Dividend growth investing allows you to construct a diversified portfolio of companies that pay and raise their dividends consistently. Most investors focus on dividend yield, but this is not the strategy that will provide you with a steady stream of monthly income. Living off dividends is a straightforward strategy that requires focusing on stocks that pay and increase their dividends over time.
A key benefit of dividend growth investing is that you can take advantage of a bear market while compounding your returns. Put simply you reinvest your dividends when the market is low to purchase more shares with less money.
When prices recover, you realize a higher return on the accumulated shares you have purchased during the bear market.
Another benefit is the growing dividends. A growing dividend suggests growing earnings. More than that, it suggests dividend growth compounding because you can calculate your portfolio growth on a higher number of shares and a higher dividend.
Moreover, you can hedge the inflation risk by raising your dividend income and maintain the purchasing power of your portfolio.
The 25x Rule in Dividend Investing
Based on your annual income, you can estimate how much money you want to earn from dividends. That said, you can start living off dividends using the 25x rule, which suggests that you should invest 25x your annual income to realize a portfolio return of 4% or higher.
For example, if you want to withdraw $80,000 per year from your retirement portfolio, you need to have $2,000,000 invested ($80,000 x 25). If you want to withdraw $65,000 per year, you need $1,625,000 invested, and so on. This rule-of-thumb gives you an idea of how much money you can withdraw from your portfolio by realizing an annualized 4% portfolio return.
Why 4%? Because your portfolio will, most likely, include long-term stocks that generate 7% or higher, and you should take a 3% inflation into account So, the actual return of your portfolio is 4%. The 4% retirement rule gives you an idea of how much money you can withdraw from your retirement account.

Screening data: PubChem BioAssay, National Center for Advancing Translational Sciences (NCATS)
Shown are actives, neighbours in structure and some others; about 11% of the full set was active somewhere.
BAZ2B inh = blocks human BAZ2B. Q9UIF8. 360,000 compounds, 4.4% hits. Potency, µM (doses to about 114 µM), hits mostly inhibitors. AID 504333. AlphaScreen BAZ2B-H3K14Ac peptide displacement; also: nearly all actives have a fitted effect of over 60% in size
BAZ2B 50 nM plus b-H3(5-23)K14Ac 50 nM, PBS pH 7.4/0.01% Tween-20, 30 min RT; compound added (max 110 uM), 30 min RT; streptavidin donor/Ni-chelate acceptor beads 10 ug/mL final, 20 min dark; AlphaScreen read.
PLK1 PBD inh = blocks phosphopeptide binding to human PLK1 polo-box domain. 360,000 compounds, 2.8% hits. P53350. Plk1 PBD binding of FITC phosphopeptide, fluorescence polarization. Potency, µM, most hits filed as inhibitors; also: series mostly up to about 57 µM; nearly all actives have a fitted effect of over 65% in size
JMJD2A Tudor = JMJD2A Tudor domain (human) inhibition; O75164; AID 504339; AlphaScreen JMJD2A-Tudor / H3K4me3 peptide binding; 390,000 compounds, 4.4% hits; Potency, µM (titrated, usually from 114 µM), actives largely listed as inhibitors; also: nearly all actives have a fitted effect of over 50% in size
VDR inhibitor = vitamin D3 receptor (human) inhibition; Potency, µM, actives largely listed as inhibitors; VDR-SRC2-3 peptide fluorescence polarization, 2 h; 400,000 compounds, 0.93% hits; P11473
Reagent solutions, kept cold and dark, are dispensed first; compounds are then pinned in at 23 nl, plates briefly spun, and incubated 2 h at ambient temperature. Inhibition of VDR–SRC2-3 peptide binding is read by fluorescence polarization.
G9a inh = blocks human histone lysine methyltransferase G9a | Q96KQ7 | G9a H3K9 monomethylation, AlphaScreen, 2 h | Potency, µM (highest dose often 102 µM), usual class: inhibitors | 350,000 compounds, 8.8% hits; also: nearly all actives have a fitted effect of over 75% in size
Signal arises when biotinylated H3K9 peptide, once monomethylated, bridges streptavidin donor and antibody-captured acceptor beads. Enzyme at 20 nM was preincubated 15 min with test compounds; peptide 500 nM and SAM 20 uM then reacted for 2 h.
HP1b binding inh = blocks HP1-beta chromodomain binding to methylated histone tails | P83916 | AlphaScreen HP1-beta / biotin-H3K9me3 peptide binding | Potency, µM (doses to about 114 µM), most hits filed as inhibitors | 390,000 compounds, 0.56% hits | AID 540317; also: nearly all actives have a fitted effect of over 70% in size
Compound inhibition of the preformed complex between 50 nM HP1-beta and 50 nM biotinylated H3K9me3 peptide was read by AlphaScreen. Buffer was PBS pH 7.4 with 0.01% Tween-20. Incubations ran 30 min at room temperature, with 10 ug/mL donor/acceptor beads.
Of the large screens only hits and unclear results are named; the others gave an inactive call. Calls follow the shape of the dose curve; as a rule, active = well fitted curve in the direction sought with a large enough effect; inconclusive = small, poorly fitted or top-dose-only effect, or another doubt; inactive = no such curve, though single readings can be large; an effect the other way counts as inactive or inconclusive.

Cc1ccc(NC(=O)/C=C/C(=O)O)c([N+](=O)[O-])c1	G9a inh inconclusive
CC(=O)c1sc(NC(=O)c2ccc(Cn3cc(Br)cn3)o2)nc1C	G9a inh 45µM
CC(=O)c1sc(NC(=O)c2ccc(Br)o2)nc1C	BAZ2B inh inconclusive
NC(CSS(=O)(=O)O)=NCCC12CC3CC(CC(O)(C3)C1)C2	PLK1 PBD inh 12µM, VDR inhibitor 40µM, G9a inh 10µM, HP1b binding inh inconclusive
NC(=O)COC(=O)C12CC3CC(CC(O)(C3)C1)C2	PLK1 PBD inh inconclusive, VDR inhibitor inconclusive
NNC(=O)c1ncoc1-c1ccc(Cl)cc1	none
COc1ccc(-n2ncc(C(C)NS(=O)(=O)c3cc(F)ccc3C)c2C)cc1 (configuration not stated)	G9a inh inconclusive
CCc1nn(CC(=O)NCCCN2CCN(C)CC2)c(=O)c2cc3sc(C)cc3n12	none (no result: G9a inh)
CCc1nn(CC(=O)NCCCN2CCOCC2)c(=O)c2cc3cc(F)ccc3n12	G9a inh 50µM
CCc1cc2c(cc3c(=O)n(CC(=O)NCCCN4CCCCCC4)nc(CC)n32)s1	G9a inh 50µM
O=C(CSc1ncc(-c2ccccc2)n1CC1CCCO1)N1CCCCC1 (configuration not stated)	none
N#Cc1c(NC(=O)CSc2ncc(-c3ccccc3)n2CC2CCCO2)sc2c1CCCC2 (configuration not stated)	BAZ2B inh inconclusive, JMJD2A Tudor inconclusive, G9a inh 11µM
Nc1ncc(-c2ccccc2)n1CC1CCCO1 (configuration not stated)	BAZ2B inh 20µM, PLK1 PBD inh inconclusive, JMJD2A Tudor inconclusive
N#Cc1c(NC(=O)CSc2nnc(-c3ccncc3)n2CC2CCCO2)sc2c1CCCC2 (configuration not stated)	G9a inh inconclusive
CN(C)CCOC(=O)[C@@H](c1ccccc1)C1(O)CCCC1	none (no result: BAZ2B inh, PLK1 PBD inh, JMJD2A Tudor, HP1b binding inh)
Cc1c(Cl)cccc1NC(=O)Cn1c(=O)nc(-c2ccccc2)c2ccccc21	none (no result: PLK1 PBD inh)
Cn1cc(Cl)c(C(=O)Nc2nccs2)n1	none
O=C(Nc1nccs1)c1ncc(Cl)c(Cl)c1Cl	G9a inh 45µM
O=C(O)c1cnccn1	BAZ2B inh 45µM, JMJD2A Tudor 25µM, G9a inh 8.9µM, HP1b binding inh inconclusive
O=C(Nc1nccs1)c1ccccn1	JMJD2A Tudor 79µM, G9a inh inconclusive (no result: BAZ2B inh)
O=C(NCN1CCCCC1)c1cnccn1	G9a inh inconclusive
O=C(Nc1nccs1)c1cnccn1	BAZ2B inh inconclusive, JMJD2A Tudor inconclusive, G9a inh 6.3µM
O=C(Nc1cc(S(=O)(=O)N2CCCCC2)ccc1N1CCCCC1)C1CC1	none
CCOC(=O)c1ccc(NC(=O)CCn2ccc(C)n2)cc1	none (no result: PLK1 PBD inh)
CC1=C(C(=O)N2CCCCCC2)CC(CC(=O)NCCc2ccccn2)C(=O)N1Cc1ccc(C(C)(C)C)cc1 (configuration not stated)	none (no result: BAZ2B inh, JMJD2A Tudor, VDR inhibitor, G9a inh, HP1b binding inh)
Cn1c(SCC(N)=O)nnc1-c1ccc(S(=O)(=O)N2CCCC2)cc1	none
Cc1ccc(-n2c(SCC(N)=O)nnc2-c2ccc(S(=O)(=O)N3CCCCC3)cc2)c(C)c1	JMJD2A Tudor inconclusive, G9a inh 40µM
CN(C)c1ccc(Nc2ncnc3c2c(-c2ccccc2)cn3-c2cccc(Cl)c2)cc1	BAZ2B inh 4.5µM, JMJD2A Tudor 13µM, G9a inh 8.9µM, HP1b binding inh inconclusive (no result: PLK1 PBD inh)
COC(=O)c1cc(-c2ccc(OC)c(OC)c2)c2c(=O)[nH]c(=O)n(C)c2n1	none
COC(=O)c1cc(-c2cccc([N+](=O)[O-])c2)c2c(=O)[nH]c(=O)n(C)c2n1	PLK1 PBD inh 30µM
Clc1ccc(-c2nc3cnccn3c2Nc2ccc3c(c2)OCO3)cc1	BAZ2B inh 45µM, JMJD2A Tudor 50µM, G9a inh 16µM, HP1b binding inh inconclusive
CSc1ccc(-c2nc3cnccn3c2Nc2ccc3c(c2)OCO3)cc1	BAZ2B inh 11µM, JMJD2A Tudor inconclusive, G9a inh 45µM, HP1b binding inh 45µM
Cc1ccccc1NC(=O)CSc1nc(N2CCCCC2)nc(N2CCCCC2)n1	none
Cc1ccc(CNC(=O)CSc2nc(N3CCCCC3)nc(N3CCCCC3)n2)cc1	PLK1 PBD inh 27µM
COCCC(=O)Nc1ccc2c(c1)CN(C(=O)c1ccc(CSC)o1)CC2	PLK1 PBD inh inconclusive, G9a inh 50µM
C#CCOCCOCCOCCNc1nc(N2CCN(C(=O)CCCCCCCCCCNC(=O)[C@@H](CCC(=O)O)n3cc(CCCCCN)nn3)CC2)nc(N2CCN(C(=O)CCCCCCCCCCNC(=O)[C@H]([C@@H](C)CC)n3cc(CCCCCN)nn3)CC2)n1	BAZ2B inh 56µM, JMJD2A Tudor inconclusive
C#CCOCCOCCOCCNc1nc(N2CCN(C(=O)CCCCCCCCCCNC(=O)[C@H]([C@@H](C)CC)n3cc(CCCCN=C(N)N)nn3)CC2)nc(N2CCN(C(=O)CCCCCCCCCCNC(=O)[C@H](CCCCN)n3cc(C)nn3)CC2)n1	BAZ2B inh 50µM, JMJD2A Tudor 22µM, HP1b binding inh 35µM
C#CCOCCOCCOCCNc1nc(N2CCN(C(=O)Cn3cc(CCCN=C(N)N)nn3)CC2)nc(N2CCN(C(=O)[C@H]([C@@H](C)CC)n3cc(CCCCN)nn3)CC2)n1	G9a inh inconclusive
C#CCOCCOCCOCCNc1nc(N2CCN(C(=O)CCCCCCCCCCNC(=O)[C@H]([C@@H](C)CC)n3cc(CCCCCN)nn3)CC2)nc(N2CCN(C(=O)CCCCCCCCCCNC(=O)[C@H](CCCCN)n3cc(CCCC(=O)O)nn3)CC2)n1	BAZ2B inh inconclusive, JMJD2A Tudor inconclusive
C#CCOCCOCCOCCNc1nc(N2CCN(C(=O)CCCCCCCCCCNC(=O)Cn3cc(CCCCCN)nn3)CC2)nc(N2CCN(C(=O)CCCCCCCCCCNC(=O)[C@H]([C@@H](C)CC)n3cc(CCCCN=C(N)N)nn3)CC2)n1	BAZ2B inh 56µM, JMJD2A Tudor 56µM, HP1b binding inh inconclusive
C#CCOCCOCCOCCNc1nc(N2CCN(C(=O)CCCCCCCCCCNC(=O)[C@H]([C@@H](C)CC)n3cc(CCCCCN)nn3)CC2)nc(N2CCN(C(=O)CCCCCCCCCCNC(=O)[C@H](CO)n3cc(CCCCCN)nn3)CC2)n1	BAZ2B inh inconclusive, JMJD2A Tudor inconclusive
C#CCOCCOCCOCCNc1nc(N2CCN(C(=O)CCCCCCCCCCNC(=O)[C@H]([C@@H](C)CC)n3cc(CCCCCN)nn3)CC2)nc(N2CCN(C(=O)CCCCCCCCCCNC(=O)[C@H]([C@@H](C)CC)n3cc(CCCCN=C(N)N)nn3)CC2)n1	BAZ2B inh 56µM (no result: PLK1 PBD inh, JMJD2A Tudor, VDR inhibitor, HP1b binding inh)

Here’s how your retirement account will look like after 10 years:
Your initial retirement amount of $550,000 remains intact, and you withdraw the 4% at the age of 55. Then, at 56, you withdraw $22,000 adjusted for an inflation rate of 3%, which is $22,000 x (1+3%) = $22,660. At 57, you withdraw $22,660 adjusted for an inflation rate of 3%, which is $22,660 x (1+3%) = $23,340 and so on.
Note that every year you withdraw more than 4% of your retirement account, which is the best case scenario if the markets go up.
Implement a Dividend Reinvestment Plan (DRIP)
A dividend reinvestment plan (DRIP) allows you to reinvest your cash dividends in the company and buy additional stocks on the dividend payment date.
The key benefit of a DRIP is that you increase the value of your investment with compound interest. Compounding means that you generate additional growth by calculating the reinvested dividends on the new total shares instead of the shares you originally owned. In that way, you accumulate faster a higher number of shares and a higher amount to reinvest in the DRIP.